Renzi scolds EU: “A good pupil who does not work hard enough”

Italian prime minister Matteo Renzi has launched a call for action to EU leaders saying that the world needed a strong Europe, able to move beyond crisis and sculpt its own vision for the future.

Speaking on Friday (8 May) at the State of the Union conference in Florence, Renzi said that Europe needed to upgrade the dream of an entire generation.

“We need to thank the founding fathers of Europe but at the same time we must recover the spirit they had and build a different future. The world needs Europe and Europe must stop running after crisis situations but rather have the courage to believe in its ideals,” he said.

Recapping a year’s worth of emergencies – including the financial crisis, migration, geopolitical crisis in Ukraine and the Ebola health alert – Europe is giving the impression that it manages crises ‘but does not have a strategy.’

“We have all it takes to get that train moving and get people to believe in the European project, a project built on solid cultural and scientific foundations,” he insisted.

Wake-up call

He called for reflection on the 15 years since the adoption of the Lisbon strategy, devised in 2000, which aimed to create the most competitive and dynamic knowledge-based economy in the world capable of sustainable economic growth with more and better jobs and greater social cohesion by 2010.

Instead, today we have a Europe that is growing less fast. “If you look at other countries, like the US they managed to reduce unemployment and increase GDP since 2008, while in Europe there is an increase of unemployment and lower GDP,” he added.

“There are incredible areas where the Union could act and yet we don’t manage to tap the full potential which is in front of us,” he added, recalling that a year ago he stood alone with Malta as the only heads of state calling for more flexibility.

A year later, we are not talking about stability and growth pact, we have the word flexibility included in Commission communications and all the appropriate tools are being implemented, including quantitative easing by the European Central Bank and a €315 billion investment plan, he said.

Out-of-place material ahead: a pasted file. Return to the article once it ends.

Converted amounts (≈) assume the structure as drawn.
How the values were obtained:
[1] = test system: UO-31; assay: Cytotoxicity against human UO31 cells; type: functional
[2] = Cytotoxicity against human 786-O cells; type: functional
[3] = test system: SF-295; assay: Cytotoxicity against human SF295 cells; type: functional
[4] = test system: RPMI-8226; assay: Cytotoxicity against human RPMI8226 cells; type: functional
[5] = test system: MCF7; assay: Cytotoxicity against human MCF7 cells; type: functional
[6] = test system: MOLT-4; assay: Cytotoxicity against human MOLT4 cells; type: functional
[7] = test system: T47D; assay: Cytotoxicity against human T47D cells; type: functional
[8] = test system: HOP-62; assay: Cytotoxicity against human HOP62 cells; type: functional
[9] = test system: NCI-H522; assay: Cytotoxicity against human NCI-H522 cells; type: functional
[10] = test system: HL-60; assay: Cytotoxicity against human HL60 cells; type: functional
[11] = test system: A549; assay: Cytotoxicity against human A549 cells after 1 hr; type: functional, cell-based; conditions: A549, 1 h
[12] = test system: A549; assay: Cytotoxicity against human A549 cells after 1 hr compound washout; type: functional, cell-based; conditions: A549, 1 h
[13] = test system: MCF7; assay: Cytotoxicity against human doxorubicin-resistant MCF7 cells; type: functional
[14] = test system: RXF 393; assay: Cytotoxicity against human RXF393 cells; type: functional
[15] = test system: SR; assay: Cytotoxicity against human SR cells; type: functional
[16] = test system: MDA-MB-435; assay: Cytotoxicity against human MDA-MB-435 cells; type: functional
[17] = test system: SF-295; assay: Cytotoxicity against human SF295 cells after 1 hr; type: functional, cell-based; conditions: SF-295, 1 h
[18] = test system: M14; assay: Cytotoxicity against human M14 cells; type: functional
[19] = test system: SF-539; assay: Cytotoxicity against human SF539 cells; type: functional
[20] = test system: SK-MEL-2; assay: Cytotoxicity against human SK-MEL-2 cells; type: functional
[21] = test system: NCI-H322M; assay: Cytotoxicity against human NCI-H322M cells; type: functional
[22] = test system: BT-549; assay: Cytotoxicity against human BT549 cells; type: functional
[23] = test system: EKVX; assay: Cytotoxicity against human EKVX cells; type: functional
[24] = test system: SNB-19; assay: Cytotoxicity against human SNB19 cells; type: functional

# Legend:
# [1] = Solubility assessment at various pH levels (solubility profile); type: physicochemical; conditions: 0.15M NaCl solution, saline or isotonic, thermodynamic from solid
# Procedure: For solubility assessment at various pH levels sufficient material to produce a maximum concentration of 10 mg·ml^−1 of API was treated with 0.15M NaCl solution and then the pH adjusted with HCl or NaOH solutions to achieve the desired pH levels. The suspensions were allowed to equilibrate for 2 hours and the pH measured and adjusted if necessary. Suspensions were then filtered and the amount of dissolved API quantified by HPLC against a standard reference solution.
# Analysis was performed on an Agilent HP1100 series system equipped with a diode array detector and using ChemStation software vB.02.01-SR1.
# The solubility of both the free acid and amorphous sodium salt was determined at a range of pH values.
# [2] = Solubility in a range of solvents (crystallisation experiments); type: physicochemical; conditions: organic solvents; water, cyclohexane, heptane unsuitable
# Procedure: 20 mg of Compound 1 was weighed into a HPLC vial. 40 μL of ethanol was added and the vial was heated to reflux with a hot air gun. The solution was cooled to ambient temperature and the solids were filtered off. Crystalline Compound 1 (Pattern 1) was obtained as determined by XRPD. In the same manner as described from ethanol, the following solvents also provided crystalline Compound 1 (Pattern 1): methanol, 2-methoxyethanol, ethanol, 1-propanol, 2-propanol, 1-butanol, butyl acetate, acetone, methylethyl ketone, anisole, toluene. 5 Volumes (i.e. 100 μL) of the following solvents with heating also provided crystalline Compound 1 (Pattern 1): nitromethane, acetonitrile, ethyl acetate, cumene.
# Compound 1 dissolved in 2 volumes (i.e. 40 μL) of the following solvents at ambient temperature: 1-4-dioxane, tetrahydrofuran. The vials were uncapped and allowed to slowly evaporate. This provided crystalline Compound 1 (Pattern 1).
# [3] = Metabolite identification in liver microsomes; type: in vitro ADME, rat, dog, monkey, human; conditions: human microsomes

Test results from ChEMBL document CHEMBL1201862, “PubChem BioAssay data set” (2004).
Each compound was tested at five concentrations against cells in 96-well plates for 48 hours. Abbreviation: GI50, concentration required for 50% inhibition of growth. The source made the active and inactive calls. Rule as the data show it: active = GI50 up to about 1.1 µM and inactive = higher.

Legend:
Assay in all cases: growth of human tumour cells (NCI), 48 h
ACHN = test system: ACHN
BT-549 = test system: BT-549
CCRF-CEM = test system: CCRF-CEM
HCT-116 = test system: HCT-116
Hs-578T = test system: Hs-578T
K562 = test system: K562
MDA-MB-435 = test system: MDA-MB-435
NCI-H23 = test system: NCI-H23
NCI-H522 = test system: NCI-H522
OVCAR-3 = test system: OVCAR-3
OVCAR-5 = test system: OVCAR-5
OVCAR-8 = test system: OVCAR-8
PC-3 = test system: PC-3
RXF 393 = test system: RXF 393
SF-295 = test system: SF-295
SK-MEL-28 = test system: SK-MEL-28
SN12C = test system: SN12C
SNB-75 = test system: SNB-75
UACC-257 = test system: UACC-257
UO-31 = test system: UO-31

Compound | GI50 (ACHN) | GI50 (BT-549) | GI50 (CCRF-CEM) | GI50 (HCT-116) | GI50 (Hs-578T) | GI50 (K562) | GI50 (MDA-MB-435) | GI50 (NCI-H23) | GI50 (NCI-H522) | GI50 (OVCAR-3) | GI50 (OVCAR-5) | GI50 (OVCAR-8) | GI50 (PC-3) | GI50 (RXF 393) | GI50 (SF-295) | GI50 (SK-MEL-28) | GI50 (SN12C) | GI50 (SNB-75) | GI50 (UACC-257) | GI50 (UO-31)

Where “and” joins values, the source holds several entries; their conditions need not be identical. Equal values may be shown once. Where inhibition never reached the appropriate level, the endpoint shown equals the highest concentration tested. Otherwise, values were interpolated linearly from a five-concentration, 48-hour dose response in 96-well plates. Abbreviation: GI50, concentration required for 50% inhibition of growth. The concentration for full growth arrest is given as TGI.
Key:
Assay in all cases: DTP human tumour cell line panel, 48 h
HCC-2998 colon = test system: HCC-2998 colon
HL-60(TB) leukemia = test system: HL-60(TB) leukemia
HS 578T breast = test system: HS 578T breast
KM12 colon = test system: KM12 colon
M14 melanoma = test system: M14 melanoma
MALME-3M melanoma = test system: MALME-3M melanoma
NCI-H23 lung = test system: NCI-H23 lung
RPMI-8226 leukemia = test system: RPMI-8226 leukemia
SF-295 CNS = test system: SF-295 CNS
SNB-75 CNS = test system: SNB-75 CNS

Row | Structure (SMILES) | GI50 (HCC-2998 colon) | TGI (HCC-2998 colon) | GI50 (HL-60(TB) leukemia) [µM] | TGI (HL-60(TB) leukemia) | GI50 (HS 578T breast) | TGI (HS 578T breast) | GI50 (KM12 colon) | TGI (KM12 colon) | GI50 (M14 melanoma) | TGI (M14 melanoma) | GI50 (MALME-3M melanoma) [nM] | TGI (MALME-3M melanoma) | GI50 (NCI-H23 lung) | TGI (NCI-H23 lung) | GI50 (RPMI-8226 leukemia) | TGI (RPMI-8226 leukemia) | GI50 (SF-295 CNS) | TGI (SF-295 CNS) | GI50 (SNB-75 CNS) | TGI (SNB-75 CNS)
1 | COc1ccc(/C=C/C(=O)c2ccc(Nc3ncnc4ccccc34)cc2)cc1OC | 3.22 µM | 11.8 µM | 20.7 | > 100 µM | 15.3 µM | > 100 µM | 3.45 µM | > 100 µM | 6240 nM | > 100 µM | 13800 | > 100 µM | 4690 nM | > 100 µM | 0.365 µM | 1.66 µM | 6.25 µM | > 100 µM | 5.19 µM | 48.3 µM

“But this is not sufficient. Europe is that very talented pupil that does not work hard enough,” he insisted.

Working harder starts with mea culpa

In the days and weeks that have elapsed since the tragedies in the Mediterranean, Renzi believes EU leaders are starting to be more focused on the reasons that keep 28 countries together.

“Europe is a continent that provides oxygen to other countries with its values and ideals, which is to feed the souls of the world,” he stressed.

Pointing at the sad exercise done by many EU leaders blaming Europe for their political lack of vision, Renzi acknowledged Italy’s own shortcomings.

“Very often Europe was perceived as the problem in many countries. We said that Europe was not the root of the Italian problems, but that it was Italy lacked strength,” he said, noting that if Rome had reformed the Italian economy in 2004, as Germany did, the situation would be different today.

Hinting at the electoral overhaul adopted earlier this week, Renzi said “it was not to keep the markets happy, but for our children.”

The electoral reform, which becomes law after more than a year of discussion in both chambers of parliament, is a central part of Renzi’s political and economic reform agenda.

“Italy is not any longer the sick man of Europe but is capable to bring that creativity and drive that is needed in Europe,” he said. “The world needs more passion, culture and innovation. In other words the world needs more Europe.”

Last but not least: TTIP

He also warned that failing to close the deal for a Transatlantic Trade and Investment Partnership would be a disaster for Europe.

“It’s not possible that the United States of America is closing agreements with the Far East [referring to the Trans-Pacific Partnership-TPP], and Europe is hesitating and stuttering over TTIP,” he said.

“Failing to close the deal by the end of the year — and this will be the last chance because of the US elections next year —we would shoot ourselves in the foot,” he said.

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